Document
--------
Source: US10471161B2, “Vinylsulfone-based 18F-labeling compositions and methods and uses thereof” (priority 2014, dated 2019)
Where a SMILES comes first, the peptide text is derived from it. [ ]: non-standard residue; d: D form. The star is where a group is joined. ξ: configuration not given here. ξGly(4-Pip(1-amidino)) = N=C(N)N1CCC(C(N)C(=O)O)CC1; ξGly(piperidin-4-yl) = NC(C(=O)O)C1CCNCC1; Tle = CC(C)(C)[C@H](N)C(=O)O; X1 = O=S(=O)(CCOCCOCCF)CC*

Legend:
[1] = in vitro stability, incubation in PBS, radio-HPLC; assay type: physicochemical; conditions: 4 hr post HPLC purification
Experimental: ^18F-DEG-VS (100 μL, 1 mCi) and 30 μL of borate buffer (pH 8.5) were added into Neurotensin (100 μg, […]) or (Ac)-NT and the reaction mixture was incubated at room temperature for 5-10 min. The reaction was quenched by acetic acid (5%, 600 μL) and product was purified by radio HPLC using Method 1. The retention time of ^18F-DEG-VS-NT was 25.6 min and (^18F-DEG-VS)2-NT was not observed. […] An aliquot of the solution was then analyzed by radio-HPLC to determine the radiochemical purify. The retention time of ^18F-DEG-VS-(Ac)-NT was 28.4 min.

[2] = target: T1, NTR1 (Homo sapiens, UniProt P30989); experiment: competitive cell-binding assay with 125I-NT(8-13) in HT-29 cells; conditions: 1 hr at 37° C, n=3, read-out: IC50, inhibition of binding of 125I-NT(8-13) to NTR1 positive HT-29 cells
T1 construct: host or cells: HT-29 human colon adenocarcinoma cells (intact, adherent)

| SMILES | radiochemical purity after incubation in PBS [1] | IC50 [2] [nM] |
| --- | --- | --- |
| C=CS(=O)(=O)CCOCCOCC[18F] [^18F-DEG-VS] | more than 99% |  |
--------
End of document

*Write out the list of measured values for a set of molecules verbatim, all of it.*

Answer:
Source: US10471161B2, “Vinylsulfone-based 18F-labeling compositions and methods and uses thereof” (priority 2014, dated 2019)
Where a SMILES comes first, the peptide text is derived from it. [ ]: non-standard residue; d: D form. The star is where a group is joined. ξ: configuration not given here. ξGly(4-Pip(1-amidino)) = N=C(N)N1CCC(C(N)C(=O)O)CC1; ξGly(piperidin-4-yl) = NC(C(=O)O)C1CCNCC1; Tle = CC(C)(C)[C@H](N)C(=O)O; X1 = O=S(=O)(CCOCCOCCF)CC*

Legend:
[1] = in vitro stability, incubation in PBS, radio-HPLC; assay type: physicochemical; conditions: 4 hr post HPLC purification
Experimental: ^18F-DEG-VS (100 μL, 1 mCi) and 30 μL of borate buffer (pH 8.5) were added into Neurotensin (100 μg, […]) or (Ac)-NT and the reaction mixture was incubated at room temperature for 5-10 min. The reaction was quenched by acetic acid (5%, 600 μL) and product was purified by radio HPLC using Method 1. The retention time of ^18F-DEG-VS-NT was 25.6 min and (^18F-DEG-VS)2-NT was not observed. […] An aliquot of the solution was then analyzed by radio-HPLC to determine the radiochemical purify. The retention time of ^18F-DEG-VS-(Ac)-NT was 28.4 min.

[2] = target: T1, NTR1 (Homo sapiens, UniProt P30989); experiment: competitive cell-binding assay with 125I-NT(8-13) in HT-29 cells; conditions: 1 hr at 37° C, n=3, read-out: IC50, inhibition of binding of 125I-NT(8-13) to NTR1 positive HT-29 cells
T1 construct: host or cells: HT-29 human colon adenocarcinoma cells (intact, adherent)

| SMILES | radiochemical purity after incubation in PBS [1] | IC50 [2] [nM] |
| --- | --- | --- |
| C=CS(=O)(=O)CCOCCOCC[18F] [^18F-DEG-VS] | more than 99% |  |